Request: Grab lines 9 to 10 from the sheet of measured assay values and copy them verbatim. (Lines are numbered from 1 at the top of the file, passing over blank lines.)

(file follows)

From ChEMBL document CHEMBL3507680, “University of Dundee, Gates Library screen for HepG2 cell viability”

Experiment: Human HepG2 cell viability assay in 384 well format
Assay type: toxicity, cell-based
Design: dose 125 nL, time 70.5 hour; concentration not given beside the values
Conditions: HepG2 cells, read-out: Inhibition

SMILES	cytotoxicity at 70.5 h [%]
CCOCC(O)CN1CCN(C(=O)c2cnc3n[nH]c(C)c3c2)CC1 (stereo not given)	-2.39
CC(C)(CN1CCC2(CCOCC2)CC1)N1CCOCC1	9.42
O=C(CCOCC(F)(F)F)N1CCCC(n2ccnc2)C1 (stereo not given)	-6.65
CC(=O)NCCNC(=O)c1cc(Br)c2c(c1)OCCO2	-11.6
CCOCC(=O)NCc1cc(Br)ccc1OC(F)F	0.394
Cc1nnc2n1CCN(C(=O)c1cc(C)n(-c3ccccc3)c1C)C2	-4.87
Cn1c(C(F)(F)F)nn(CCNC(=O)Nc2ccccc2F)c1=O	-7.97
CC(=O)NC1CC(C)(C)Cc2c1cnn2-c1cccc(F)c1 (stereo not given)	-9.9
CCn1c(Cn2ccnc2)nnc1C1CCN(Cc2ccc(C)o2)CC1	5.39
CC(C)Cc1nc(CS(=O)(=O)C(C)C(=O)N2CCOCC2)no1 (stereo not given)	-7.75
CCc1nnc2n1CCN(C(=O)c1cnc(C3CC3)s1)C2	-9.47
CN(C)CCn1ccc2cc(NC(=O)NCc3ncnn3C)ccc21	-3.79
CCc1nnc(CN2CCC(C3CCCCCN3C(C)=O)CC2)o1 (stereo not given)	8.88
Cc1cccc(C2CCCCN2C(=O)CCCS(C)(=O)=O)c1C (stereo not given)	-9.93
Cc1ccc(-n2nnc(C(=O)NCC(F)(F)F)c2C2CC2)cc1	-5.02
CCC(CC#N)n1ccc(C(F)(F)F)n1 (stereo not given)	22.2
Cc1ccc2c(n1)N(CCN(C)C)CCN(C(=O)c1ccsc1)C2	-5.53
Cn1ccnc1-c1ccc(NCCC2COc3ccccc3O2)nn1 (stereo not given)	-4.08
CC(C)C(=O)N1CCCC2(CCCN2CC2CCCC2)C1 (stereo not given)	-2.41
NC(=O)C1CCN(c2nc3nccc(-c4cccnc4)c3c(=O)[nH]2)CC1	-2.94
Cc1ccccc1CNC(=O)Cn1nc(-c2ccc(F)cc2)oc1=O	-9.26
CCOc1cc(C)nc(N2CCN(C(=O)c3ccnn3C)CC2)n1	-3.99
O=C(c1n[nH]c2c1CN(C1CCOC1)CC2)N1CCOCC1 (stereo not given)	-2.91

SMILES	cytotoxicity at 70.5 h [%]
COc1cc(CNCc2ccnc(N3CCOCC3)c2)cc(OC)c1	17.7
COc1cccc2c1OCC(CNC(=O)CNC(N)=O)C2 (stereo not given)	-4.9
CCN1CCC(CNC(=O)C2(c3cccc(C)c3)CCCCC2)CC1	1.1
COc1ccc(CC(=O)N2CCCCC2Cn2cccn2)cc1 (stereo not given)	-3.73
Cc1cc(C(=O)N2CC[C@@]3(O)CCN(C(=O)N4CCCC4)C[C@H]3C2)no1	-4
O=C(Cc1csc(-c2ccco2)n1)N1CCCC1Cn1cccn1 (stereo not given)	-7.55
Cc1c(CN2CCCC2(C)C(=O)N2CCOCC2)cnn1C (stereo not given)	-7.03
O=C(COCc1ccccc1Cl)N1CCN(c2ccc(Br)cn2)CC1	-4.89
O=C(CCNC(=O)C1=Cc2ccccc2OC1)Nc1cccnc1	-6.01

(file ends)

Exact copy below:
O=C(CCOCC(F)(F)F)N1CCCC(n2ccnc2)C1 (stereo not given)	-6.65
CC(=O)NCCNC(=O)c1cc(Br)c2c(c1)OCCO2	-11.6